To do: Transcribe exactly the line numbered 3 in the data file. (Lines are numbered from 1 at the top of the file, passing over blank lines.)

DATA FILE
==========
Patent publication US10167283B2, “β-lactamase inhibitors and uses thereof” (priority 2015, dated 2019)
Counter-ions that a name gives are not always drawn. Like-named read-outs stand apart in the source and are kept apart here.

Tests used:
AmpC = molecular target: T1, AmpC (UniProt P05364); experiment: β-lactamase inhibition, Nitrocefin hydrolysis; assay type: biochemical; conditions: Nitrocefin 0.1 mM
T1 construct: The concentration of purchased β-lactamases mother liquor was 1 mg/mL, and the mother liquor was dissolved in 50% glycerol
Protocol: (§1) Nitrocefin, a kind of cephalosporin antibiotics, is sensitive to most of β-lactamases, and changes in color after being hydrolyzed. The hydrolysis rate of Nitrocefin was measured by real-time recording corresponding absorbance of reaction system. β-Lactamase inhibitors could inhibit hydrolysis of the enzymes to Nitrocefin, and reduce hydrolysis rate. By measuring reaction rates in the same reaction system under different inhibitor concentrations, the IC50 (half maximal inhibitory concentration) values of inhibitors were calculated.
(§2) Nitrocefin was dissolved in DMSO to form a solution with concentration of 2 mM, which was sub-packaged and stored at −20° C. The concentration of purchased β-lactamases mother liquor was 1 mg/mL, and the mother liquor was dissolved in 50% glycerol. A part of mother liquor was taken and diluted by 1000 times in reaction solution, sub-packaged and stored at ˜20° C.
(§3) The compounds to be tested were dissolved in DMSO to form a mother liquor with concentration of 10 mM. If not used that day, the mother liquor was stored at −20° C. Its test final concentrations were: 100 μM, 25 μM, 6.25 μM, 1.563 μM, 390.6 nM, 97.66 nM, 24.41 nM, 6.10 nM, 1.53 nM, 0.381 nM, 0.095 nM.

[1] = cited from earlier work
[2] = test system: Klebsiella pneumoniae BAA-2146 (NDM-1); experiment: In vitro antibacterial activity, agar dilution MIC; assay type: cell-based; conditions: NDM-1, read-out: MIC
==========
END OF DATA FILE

Tests used: